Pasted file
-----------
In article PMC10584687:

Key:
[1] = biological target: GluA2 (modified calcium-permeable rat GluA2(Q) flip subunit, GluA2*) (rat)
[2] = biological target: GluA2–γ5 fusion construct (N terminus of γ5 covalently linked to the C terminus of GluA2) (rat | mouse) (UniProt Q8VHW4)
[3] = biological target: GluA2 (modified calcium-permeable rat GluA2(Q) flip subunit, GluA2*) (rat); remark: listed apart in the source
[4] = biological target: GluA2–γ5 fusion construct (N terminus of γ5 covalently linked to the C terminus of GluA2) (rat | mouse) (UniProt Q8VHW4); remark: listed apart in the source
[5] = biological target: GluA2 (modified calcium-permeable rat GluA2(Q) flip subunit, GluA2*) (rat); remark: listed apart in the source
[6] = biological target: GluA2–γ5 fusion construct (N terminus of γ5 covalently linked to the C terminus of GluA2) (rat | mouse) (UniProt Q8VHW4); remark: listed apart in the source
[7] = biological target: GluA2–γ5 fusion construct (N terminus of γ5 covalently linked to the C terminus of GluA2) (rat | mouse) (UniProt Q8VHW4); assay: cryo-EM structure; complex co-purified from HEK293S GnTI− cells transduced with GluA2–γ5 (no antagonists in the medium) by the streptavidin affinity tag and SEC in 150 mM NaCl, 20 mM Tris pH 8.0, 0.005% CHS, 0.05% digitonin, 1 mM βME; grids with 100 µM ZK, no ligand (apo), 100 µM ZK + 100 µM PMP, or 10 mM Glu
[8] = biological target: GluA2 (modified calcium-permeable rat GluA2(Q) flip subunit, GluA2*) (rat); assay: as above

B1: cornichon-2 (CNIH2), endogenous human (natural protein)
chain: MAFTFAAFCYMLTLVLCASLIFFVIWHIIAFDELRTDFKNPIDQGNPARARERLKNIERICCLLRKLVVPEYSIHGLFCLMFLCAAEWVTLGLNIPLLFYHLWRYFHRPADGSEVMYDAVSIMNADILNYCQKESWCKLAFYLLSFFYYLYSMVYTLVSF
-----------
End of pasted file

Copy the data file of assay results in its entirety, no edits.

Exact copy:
In article PMC10584687:

Key:
[1] = biological target: GluA2 (modified calcium-permeable rat GluA2(Q) flip subunit, GluA2*) (rat)
[2] = biological target: GluA2–γ5 fusion construct (N terminus of γ5 covalently linked to the C terminus of GluA2) (rat | mouse) (UniProt Q8VHW4)
[3] = biological target: GluA2 (modified calcium-permeable rat GluA2(Q) flip subunit, GluA2*) (rat); remark: listed apart in the source
[4] = biological target: GluA2–γ5 fusion construct (N terminus of γ5 covalently linked to the C terminus of GluA2) (rat | mouse) (UniProt Q8VHW4); remark: listed apart in the source
[5] = biological target: GluA2 (modified calcium-permeable rat GluA2(Q) flip subunit, GluA2*) (rat); remark: listed apart in the source
[6] = biological target: GluA2–γ5 fusion construct (N terminus of γ5 covalently linked to the C terminus of GluA2) (rat | mouse) (UniProt Q8VHW4); remark: listed apart in the source
[7] = biological target: GluA2–γ5 fusion construct (N terminus of γ5 covalently linked to the C terminus of GluA2) (rat | mouse) (UniProt Q8VHW4); assay: cryo-EM structure; complex co-purified from HEK293S GnTI− cells transduced with GluA2–γ5 (no antagonists in the medium) by the streptavidin affinity tag and SEC in 150 mM NaCl, 20 mM Tris pH 8.0, 0.005% CHS, 0.05% digitonin, 1 mM βME; grids with 100 µM ZK, no ligand (apo), 100 µM ZK + 100 µM PMP, or 10 mM Glu
[8] = biological target: GluA2 (modified calcium-permeable rat GluA2(Q) flip subunit, GluA2*) (rat); assay: as above

B1: cornichon-2 (CNIH2), endogenous human (natural protein)
chain: MAFTFAAFCYMLTLVLCASLIFFVIWHIIAFDELRTDFKNPIDQGNPARARERLKNIERICCLLRKLVVPEYSIHGLFCLMFLCAAEWVTLGLNIPLLFYHLWRYFHRPADGSEVMYDAVSIMNADILNYCQKESWCKLAFYLLSFFYYLYSMVYTLVSF